Furthermore, oestrogen has been found to have a neuroprotective effect, as it induces an anti-inflammatory response in astrocytes, decreasing the severity of EAE and MS66,67 through different mechanisms. One of these is the modulation of astrocytes’ activity as APCs. Adamski et al.68 showed that oestrogen decreases MHC class II expression in astrocytes through a mechanism independent of CIITA expression, attenuating histone acetylation in the MHC class II promoter (Fig. 2). Oestrogen has also been found to decrease the expression of cluster of differentiation (CD) 40 and CD86 in microglia69; in professional APCs (dendritic cells, macrophages, and B cells), it increases expression of programmed cell death protein 1.70 This suggests that oestrogen may also modulate the expression of co-stimulatory molecules in astrocytes (Fig. 2).

Figure 2.

Effects of oestrogen on astrocytes. Oestrogen decreases AQP4 expression (1); decreases MHC class II expression, which in turn reduces antigen presentation (2); and increases the expression of GLAST and GTL1, which increases glutamate uptake in neuronal synapses and reduces excitotoxicity (3).

AQP4: aquaporin-4; CD40: cluster of differentiation 40; CD86: cluster of differentiation 86; GLAST: glutamate aspartate transporter; GTL1: glutamate transporter-1; MHC: major histocompatibility complex; PD-1: programmed cell death protein 1; Th1: T helper 1 cell; Th17: T helper 17 cell.

Astrocytes modulate blood-brain barrier permeability in multiple sclerosis

Astrocytes present close contact with the basal lamina of the BBB, since their processes line blood vessel walls.71 At this level, astrocytes are interconnected by gap junctions formed by connexin 43 and connexin 30.10 Brand-Schieber et al.72 observed decreased expression of connexin 43 in astrocytes from mice with EAE, which suggests loss of connectivity between astrocytes and increased BBB permeability. Furthermore, astrocytes express aquaporin-4,71 which has been shown to be overexpressed in active MS lesions73 (Fig. 1). In a more recent study of rats with post-traumatic brain injury conducted by Soltani et al.,74 oestrogen was found to decrease aquaporin-4 expression (Fig. 2), which may suggest a protective effect on the BBB in EAE and MS.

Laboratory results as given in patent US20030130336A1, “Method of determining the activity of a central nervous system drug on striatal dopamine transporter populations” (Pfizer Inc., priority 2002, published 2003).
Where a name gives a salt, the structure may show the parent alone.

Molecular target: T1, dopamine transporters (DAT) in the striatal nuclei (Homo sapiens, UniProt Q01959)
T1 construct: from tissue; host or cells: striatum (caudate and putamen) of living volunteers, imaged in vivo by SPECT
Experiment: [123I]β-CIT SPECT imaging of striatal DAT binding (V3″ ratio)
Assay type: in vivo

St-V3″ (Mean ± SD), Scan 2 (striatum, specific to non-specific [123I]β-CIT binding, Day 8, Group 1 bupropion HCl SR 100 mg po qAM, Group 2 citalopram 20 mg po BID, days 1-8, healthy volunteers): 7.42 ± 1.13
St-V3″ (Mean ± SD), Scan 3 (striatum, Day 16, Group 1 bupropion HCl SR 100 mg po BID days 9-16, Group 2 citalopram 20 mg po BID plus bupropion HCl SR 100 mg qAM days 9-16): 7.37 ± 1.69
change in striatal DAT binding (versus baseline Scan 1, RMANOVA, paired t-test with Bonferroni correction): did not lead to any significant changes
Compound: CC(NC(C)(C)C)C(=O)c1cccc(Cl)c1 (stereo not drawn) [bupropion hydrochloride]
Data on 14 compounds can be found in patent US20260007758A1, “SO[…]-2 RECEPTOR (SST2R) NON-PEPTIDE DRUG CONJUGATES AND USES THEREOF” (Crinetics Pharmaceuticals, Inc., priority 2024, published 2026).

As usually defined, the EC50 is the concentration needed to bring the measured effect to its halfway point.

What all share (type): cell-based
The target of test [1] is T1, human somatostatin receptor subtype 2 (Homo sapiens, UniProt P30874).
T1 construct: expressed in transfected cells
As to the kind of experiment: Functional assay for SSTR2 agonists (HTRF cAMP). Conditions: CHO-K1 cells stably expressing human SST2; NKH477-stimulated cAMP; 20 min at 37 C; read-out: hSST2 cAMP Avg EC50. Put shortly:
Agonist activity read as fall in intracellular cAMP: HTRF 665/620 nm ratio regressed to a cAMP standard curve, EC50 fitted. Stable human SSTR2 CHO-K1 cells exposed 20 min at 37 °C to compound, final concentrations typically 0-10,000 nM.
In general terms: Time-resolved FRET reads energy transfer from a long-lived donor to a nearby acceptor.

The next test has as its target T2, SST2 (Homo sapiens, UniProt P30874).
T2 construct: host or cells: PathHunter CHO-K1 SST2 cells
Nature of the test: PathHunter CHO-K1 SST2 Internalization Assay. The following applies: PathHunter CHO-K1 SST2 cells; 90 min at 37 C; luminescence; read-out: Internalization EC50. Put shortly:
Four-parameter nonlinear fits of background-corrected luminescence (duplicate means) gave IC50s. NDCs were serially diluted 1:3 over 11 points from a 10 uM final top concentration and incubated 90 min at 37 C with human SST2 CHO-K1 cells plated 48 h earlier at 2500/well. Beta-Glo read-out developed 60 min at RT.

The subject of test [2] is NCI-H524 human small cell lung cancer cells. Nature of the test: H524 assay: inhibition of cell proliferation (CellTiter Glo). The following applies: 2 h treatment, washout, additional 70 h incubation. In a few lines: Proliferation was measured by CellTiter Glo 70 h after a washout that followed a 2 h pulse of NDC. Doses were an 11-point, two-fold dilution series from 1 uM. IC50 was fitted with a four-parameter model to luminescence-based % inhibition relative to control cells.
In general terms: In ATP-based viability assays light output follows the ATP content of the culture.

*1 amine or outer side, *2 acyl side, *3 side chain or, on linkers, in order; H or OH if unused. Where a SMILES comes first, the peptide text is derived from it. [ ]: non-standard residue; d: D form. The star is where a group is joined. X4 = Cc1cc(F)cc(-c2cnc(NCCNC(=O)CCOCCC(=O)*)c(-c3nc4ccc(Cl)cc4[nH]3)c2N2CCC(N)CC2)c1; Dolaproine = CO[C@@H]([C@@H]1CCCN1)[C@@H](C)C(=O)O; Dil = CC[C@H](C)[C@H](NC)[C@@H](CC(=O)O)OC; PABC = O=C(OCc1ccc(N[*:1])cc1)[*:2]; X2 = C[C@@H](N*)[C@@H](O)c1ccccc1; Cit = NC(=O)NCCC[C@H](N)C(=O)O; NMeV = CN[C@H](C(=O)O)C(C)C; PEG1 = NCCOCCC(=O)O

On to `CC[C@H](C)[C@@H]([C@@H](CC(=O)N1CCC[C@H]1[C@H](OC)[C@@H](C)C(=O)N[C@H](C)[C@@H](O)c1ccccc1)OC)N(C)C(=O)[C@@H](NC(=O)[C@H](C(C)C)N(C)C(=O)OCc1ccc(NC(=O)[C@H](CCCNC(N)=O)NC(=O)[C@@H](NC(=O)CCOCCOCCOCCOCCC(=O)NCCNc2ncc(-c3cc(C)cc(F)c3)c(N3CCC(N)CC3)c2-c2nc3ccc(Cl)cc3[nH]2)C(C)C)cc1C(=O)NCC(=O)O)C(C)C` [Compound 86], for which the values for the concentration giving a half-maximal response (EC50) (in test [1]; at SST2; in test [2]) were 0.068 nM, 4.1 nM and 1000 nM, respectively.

Furthermore, astrocytes can modulate BBB permeability through cytokine production. The combination of cytokines produced by astrocytes depends on their interactions with other cells and the stimuli received from other cytokines. Production of IL-1β, IL-6, and TNF-α by astrocytes increases BBB permeability, whereas production of TGF-β has the opposite effect.75 Furthermore, the BBB transports cytokines bidirectionally (blood to brain, brain to blood),76 which means that systemic overproduction of proinflammatory cytokines promotes inflammation associated with the underlying CNS disease.